If you wish to use images in your site, you need to be very careful of copyright. You can’t just use an image you find on internet.
These sources help make sure that the images you use are not bound by copyright. However, you still need to check licence agreement.
Most of the images in the sources below are made available under either a public domain licence (you can use the image however you want, without any conditions) or creative commons (you can use the image, but with conditions – usually you have to credit the author). Crediting the source is also a nice courtesy for public domain images, if you can.
- Sri Chinmoy Centre Gallery – This is a wonderful collection of photos. They are creative commons, so please credit the photographer when you use the photo in an article. It is also nice to ask photographers permission before use.
- Pixabay – these images are public domain.
- Flickr Creative Commons – If you visit advanced search at Flickr You can search through images which are licensed under a creative commons licence. Just click the box ‘search by creative commons’ (N.B. Creative Commons means you need to still acknowledge author, preferably with a link back to the original image.)
- Wikimedia Commons – If you wish to find an image of a person or place, Wikimedia Commons is a very good source. Most images are available either under public domain or creative commons licences – please check below image for licence terms.
- Everystock Photo – searches through different free image sources. But, you still need to check licence and rules for each image.
- Ask Photographer. In exceptional cases, you might wish to ask a photographer directly. Flickr is quite a good source, and a polite request means photographers usually are happy to give use, with credit. Be careful who you ask. A blogger may have copied an image from a newspaper. They can’t give you permission.
Notes on Copyright Law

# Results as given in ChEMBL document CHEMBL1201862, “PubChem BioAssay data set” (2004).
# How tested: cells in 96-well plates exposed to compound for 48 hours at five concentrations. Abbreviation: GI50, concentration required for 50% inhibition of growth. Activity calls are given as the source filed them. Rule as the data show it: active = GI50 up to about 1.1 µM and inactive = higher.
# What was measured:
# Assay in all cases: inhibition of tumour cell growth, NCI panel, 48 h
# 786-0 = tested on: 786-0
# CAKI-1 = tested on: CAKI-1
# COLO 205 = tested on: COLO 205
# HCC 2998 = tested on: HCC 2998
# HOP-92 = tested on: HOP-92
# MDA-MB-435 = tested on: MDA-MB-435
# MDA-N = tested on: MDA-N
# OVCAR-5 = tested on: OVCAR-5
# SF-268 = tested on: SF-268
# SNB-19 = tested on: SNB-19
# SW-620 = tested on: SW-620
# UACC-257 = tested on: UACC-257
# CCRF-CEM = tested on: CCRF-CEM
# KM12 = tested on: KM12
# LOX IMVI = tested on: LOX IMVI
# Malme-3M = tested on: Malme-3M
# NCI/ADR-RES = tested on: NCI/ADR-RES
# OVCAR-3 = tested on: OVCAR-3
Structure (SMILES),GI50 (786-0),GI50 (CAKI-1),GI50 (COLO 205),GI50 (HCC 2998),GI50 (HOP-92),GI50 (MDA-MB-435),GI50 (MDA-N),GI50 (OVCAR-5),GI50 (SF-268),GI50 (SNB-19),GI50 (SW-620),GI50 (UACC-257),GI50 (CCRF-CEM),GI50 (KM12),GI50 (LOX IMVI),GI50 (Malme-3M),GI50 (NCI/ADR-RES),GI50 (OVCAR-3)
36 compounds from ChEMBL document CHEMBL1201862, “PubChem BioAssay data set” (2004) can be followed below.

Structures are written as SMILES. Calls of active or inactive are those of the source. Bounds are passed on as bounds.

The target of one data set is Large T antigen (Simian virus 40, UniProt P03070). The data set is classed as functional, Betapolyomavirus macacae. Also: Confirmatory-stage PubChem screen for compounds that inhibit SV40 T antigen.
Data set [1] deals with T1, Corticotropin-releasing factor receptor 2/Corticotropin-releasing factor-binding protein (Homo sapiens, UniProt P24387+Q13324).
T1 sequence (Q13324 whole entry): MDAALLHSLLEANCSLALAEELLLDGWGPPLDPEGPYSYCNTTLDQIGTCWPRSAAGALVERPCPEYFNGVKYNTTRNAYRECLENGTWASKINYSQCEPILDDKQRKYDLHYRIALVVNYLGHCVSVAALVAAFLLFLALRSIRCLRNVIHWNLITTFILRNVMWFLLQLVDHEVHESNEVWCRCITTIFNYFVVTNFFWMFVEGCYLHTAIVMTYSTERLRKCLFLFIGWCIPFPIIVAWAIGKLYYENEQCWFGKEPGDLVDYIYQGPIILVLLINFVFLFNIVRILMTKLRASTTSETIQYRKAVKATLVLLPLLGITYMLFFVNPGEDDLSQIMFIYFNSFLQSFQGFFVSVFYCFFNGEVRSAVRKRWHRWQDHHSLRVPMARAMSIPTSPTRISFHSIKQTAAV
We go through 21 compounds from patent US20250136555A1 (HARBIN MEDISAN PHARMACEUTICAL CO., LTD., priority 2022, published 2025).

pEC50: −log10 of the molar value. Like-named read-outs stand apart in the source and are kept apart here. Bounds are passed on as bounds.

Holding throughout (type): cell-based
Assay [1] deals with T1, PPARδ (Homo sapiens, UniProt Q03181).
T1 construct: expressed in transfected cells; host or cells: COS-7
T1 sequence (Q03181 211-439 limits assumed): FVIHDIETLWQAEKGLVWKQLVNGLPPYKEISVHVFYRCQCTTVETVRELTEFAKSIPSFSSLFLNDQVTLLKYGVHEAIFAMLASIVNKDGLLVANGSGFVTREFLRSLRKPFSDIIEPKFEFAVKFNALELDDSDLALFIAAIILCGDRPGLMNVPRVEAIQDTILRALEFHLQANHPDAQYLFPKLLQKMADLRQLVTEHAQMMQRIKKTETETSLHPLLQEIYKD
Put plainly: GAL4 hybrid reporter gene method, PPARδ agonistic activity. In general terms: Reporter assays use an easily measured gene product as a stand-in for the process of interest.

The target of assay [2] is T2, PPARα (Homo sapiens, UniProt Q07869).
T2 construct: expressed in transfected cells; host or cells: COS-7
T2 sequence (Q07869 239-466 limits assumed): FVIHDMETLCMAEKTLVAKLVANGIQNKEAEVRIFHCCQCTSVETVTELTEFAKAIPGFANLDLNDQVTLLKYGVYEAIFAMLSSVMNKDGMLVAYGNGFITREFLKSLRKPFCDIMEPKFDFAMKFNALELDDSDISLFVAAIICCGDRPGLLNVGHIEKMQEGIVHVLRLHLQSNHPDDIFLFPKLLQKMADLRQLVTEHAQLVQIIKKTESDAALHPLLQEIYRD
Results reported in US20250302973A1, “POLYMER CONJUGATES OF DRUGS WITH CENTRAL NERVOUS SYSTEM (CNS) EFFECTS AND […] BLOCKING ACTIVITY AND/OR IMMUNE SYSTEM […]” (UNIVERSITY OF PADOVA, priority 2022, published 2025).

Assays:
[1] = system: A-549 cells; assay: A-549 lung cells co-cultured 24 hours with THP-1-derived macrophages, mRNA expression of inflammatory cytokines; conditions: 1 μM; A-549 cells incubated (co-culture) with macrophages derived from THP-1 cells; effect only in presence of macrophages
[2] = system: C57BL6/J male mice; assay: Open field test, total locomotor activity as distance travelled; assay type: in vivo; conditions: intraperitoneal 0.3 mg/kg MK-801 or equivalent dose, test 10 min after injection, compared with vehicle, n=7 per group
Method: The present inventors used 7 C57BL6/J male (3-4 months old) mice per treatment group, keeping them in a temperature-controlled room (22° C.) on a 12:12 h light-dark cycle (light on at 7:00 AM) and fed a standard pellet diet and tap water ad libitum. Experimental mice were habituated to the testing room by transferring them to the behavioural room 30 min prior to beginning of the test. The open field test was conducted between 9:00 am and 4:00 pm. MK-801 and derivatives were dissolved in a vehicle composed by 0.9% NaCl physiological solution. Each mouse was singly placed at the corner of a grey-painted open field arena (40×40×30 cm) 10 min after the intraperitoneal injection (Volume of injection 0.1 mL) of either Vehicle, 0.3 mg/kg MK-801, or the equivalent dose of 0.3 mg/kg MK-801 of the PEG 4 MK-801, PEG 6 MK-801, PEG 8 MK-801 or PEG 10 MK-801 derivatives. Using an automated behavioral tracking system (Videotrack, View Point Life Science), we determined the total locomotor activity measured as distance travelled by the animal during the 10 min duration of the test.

- Acknowledgement of the source does not mean an item can be copied. Giving the name of the photographer or author may help, but it is not sufficient on its own. Unless the image is in public domain or creative commons, you need to ask for permission.
- A photo agency may license a website / newspaper to use an image, but they may be very strict in not letting others use the image. The newspaper may not mind if you copy image, but the photo agency will.
- An image on an unimportant website may have taken an image from somewhere else, so be careful.
Fair Use of Images
Generally, using images does not fall into the category of ‘fair use’. However, under certain criteria small images of dead people can fall into this criteria.
Fair use rationale – For US copyright Law
- This image is a significant photo of a famous dead individual.
- This image is of much lower resolution than the original (copies made from it will be of an inferior quality).
- The image is being used for informational and educational purposes only by a not-for-profit organisation.
- Its inclusion in the article adds significantly to the article because it shows the subject of this article.
- There is not a free image available.
Royalty Free means under a certain restrictions you can use the image without having to pay. But, note that the license may be restrictive for certain purposes.